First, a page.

As a renter, you may be hesitant to approach your landlord about making repairs during a shelter-in-place order—particularly if you have fallen behind on the rent. If you need something repaired, consider the following tips:

  • Ask yourself if the repair is necessary. Is the repair something that truly needs to be handled immediately? For example, a leaky faucet could wait whereas a broken water heater cannot. The leaky faucet might be annoying, but now might not be the time to make an issue of it.
  • Put your request in writing. The sad reality is that many landlords are not abiding by the temporary change in landlord-tenant laws, which means there may be a considerable increase in litigation once the shelter-in-place orders are lifted. Make sure you put your Tenant Repair Request in writing so you will have it documented. Be as clear as possible when describing the problem and the requested repair.
  • Try and work with your landlord. Although the law may firmly be on your side, now is not the best time to get into a dispute with your landlord if you can help it. Be patient (to a point) and remember to observe the social distancing guidelines if someone is dispatched to your home to handle the repair.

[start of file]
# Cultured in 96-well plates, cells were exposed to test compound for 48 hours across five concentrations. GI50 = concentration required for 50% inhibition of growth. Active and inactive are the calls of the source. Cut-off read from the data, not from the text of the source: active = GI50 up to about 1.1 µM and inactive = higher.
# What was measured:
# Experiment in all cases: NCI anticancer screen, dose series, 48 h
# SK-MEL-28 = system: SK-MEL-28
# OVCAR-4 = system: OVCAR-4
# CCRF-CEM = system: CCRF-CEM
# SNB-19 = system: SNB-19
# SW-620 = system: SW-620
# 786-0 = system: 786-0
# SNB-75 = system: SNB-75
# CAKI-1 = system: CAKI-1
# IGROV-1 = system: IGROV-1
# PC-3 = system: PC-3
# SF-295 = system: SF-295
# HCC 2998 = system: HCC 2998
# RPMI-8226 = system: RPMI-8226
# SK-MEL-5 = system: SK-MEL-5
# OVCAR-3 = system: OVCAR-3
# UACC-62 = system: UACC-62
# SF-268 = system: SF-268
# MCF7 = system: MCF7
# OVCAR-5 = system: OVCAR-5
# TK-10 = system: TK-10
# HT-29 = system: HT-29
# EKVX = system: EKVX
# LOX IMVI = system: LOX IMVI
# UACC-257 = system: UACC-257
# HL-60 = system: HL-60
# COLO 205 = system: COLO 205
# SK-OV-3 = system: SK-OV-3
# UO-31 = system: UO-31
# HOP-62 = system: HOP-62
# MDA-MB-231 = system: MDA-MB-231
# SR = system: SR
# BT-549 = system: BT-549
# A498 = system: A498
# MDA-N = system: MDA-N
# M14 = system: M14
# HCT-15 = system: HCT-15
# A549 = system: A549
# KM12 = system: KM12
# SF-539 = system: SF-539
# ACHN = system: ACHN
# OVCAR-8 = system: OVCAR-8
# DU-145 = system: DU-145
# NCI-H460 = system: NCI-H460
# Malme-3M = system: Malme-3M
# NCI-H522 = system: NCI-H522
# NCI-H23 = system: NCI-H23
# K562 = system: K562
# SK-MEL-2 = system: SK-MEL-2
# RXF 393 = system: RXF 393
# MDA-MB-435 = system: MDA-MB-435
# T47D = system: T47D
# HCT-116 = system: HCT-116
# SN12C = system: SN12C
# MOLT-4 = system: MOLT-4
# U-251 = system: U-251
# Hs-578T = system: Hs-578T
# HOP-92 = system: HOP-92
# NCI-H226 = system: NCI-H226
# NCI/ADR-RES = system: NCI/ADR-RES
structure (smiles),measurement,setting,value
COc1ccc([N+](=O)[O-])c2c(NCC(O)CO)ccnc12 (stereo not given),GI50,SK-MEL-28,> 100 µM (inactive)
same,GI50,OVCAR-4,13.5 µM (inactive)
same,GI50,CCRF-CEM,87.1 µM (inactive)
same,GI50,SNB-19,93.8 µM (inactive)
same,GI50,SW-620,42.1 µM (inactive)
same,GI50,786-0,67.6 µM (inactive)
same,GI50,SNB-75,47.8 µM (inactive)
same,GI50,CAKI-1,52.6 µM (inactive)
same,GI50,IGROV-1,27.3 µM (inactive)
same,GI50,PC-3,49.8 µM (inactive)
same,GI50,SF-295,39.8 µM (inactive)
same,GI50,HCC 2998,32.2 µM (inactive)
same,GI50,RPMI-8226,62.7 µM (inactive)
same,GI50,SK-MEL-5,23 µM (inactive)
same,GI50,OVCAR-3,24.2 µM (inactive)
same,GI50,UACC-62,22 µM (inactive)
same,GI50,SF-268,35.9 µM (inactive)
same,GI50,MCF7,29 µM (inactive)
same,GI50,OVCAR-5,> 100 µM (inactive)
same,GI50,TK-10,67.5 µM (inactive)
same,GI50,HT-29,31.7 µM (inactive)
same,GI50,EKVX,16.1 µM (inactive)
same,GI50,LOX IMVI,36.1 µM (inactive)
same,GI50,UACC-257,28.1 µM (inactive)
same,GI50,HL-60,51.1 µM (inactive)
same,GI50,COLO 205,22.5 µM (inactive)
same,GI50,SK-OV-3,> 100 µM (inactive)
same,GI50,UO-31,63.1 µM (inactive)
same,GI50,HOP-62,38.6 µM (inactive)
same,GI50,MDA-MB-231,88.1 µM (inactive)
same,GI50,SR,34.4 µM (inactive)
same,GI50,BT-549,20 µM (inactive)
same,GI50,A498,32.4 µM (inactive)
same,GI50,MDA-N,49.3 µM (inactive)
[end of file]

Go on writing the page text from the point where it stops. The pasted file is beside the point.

Protect your rights as a tenant

Because every jurisdiction's shelter-in-place order is unique, the most important step you can take if you have a landlord-tenant question or problem is to talk to a lawyer. Your attorney will be familiar with the details of the order governing your area and can provide you with personalized advice and guidance. For free access to legal advice and legal documents in relation to COVID-19, check out the Coronavirus Legal Center

This article contains general legal information and does not contain legal advice. Rocket Lawyer is not a law firm or a substitute for an attorney or law firm. The law is complex and changes often. For legal advice, please ask a lawyer.